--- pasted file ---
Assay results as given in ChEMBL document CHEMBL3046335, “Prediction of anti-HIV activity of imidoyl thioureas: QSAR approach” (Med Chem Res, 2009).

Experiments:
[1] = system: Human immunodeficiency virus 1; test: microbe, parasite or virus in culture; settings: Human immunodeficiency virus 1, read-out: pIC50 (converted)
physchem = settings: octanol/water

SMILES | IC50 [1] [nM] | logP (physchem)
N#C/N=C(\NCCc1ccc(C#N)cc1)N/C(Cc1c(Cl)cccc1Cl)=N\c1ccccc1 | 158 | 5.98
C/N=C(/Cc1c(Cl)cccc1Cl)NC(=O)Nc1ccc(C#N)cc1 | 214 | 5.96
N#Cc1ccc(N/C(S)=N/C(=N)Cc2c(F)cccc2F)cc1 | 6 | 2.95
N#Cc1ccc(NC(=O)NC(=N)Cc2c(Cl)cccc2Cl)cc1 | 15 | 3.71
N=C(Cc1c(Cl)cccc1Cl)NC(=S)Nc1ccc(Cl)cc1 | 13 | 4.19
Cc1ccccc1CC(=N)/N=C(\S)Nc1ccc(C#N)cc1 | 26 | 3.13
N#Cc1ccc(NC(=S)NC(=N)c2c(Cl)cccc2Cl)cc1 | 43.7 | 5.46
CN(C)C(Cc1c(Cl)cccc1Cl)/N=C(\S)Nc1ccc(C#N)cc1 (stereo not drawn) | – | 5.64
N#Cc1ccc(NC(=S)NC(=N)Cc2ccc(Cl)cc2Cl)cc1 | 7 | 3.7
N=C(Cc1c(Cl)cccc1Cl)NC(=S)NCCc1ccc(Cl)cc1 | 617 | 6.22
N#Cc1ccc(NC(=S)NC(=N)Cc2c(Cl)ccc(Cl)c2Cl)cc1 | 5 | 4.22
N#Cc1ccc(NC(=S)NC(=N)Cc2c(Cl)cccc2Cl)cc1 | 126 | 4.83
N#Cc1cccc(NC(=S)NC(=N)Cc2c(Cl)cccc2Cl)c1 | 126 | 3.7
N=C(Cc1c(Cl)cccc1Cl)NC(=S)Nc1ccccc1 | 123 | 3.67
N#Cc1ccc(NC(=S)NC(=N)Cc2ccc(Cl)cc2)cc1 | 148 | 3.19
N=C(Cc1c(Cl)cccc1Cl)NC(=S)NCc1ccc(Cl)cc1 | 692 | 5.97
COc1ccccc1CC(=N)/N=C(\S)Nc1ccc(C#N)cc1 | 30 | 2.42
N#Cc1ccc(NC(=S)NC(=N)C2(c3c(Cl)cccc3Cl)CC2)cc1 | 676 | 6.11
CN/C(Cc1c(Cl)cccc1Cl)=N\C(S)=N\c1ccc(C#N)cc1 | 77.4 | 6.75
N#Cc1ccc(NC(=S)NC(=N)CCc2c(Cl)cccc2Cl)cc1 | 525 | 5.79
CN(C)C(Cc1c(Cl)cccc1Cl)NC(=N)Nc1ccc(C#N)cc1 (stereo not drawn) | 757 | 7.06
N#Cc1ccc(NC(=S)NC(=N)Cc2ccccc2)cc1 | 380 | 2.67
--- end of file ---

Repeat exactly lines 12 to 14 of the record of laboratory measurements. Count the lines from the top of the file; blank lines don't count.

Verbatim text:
N#Cc1ccc(NC(=S)NC(=N)c2c(Cl)cccc2Cl)cc1 | 43.7 | 5.46
CN(C)C(Cc1c(Cl)cccc1Cl)/N=C(\S)Nc1ccc(C#N)cc1 (stereo not drawn) | – | 5.64
N#Cc1ccc(NC(=S)NC(=N)Cc2ccc(Cl)cc2Cl)cc1 | 7 | 3.7